U.S. Beef Draws Strong Interest at Gulfood 2010
Contact: Melissa Slagle, 402-856-2097; firstname.lastname@example.org
Gulfood 2010, the Middle East’s largest food and beverage industry tradeshow, is off and running this week in Dubai. This year’s theme of “Bigger, Better, Business” is particularly applicable to U.S. beef, as a record 18 suppliers are on hand to exhibit products. Gulfood 2010 has been billed as the largest exhibition in this event’s 23-year history, with more than 45,000 industry professionals expected to be in attendance over four days (Feb. 21-24).
The Middle East has long been a mainstay for U.S. beef variety meat, but interest in U.S. muscle cuts is exploding – especially in Egypt. In 2009, beef muscle cut exports to Egypt increased by more than 600 percent in volume (to 14,277 metric tons or 31.48 million pounds) and nearly 500 percent in value (to $23.5 million) over the previous year. For the region as a whole, muscle cut exports doubled in volume and increased by nearly one-third in value over 2008. Despite a sluggish global market for variety meat, combined U.S. beef/beef variety meat exports to the Middle East achieved seven percent growth in volume in 2009 while remaining steady in value.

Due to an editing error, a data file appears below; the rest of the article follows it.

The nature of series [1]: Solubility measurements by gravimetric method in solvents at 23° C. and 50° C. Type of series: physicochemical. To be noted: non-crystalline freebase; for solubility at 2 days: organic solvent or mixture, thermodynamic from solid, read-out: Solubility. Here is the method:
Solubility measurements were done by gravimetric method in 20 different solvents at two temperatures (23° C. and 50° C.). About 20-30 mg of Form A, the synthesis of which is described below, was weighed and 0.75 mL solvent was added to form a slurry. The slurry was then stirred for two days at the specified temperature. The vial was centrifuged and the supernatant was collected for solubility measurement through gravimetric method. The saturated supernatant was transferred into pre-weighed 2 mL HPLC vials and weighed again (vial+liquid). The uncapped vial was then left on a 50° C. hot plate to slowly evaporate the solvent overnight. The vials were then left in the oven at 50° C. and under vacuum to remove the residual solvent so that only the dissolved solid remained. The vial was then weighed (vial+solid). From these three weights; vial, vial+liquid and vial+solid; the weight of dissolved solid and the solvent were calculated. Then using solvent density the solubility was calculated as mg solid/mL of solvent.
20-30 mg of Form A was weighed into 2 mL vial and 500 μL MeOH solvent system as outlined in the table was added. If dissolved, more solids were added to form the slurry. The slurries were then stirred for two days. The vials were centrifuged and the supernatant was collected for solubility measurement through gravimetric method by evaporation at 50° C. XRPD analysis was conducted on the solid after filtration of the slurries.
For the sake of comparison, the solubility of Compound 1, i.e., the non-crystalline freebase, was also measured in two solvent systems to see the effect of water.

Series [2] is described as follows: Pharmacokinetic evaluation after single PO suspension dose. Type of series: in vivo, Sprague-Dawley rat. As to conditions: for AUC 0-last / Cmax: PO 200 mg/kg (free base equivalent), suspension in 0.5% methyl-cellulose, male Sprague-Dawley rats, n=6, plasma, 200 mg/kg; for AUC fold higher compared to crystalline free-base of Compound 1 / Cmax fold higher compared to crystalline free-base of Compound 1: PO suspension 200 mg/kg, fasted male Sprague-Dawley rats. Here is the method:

“Beef supplies from South America are becoming more restricted and their prices – especially Brazil’s – have recently been on the rise,” says John Brook, U.S. Meat Export Federation regional director for Europe, Russia and the Middle East, contractor to the Beef Checkoff Program. “So we’re seeing increasing opportunities for U.S. rounds and even a growing demand for forequarter cuts.”
Brook adds that in the United Arab Emirates, the food industry does not appear to be overly shaken by recent concerns raised about the financial condition of Dubai World, the country’s enormous construction consortium.
“Retailers and restaurants are very optimistic that this year will bring significant growth when compared to 2009,” he says. “Some individual suppliers are predicting that their business in the region could grow by as much as 20 percent.”
For more information about the beef checkoff’s foreign marketing efforts, visit MyBeefCheckoff.com.
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The Beef Checkoff Program was established as part of the 1985 Farm Bill. The checkoff assesses $1 per head on the sale of live domestic and imported cattle, in addition to a comparable assessment on imported beef and beef products. States retain up to 50 cents on the dollar and forward the other 50 cents per head to the Cattlemen's Beef Promotion and Research Board, which administers the national checkoff program, subject to USDA approval.